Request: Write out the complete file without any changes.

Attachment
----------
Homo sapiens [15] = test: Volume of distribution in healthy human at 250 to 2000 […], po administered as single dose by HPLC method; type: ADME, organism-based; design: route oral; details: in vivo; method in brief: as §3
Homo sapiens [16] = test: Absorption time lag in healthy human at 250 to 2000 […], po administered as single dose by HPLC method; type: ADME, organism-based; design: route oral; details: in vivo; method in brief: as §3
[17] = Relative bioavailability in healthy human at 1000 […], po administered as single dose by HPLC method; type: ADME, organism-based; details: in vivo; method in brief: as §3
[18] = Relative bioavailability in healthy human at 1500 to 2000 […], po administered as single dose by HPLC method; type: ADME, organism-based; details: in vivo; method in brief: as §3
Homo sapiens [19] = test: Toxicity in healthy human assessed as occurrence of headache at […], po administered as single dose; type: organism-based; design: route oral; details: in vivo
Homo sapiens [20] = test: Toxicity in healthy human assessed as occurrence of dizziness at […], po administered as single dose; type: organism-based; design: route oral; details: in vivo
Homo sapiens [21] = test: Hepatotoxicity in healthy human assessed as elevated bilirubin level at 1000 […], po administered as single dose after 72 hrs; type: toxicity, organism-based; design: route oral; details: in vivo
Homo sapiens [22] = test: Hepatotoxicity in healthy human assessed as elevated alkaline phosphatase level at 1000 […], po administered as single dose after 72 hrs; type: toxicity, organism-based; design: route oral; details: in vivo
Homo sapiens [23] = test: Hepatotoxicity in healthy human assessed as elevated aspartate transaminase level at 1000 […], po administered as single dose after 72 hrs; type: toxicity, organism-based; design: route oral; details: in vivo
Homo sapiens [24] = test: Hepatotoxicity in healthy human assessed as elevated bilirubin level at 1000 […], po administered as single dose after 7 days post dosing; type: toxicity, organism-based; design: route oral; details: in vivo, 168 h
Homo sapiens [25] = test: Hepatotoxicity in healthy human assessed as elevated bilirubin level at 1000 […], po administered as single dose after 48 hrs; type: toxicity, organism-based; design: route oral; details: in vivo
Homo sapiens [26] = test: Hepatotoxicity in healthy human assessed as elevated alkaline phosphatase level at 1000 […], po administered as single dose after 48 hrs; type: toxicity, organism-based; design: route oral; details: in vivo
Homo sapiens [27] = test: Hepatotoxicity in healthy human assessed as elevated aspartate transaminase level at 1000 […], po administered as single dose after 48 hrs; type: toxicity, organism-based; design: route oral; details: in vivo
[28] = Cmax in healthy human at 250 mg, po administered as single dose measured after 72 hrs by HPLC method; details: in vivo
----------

Homo sapiens [15] = test: Volume of distribution in healthy human at 250 to 2000 […], po administered as single dose by HPLC method; type: ADME, organism-based; design: route oral; details: in vivo; method in brief: as §3
Homo sapiens [16] = test: Absorption time lag in healthy human at 250 to 2000 […], po administered as single dose by HPLC method; type: ADME, organism-based; design: route oral; details: in vivo; method in brief: as §3
[17] = Relative bioavailability in healthy human at 1000 […], po administered as single dose by HPLC method; type: ADME, organism-based; details: in vivo; method in brief: as §3
[18] = Relative bioavailability in healthy human at 1500 to 2000 […], po administered as single dose by HPLC method; type: ADME, organism-based; details: in vivo; method in brief: as §3
Homo sapiens [19] = test: Toxicity in healthy human assessed as occurrence of headache at […], po administered as single dose; type: organism-based; design: route oral; details: in vivo
Homo sapiens [20] = test: Toxicity in healthy human assessed as occurrence of dizziness at […], po administered as single dose; type: organism-based; design: route oral; details: in vivo
Homo sapiens [21] = test: Hepatotoxicity in healthy human assessed as elevated bilirubin level at 1000 […], po administered as single dose after 72 hrs; type: toxicity, organism-based; design: route oral; details: in vivo
Homo sapiens [22] = test: Hepatotoxicity in healthy human assessed as elevated alkaline phosphatase level at 1000 […], po administered as single dose after 72 hrs; type: toxicity, organism-based; design: route oral; details: in vivo
Homo sapiens [23] = test: Hepatotoxicity in healthy human assessed as elevated aspartate transaminase level at 1000 […], po administered as single dose after 72 hrs; type: toxicity, organism-based; design: route oral; details: in vivo
Homo sapiens [24] = test: Hepatotoxicity in healthy human assessed as elevated bilirubin level at 1000 […], po administered as single dose after 7 days post dosing; type: toxicity, organism-based; design: route oral; details: in vivo, 168 h
Homo sapiens [25] = test: Hepatotoxicity in healthy human assessed as elevated bilirubin level at 1000 […], po administered as single dose after 48 hrs; type: toxicity, organism-based; design: route oral; details: in vivo
Homo sapiens [26] = test: Hepatotoxicity in healthy human assessed as elevated alkaline phosphatase level at 1000 […], po administered as single dose after 48 hrs; type: toxicity, organism-based; design: route oral; details: in vivo
Homo sapiens [27] = test: Hepatotoxicity in healthy human assessed as elevated aspartate transaminase level at 1000 […], po administered as single dose after 48 hrs; type: toxicity, organism-based; design: route oral; details: in vivo
[28] = Cmax in healthy human at 250 mg, po administered as single dose measured after 72 hrs by HPLC method; details: in vivo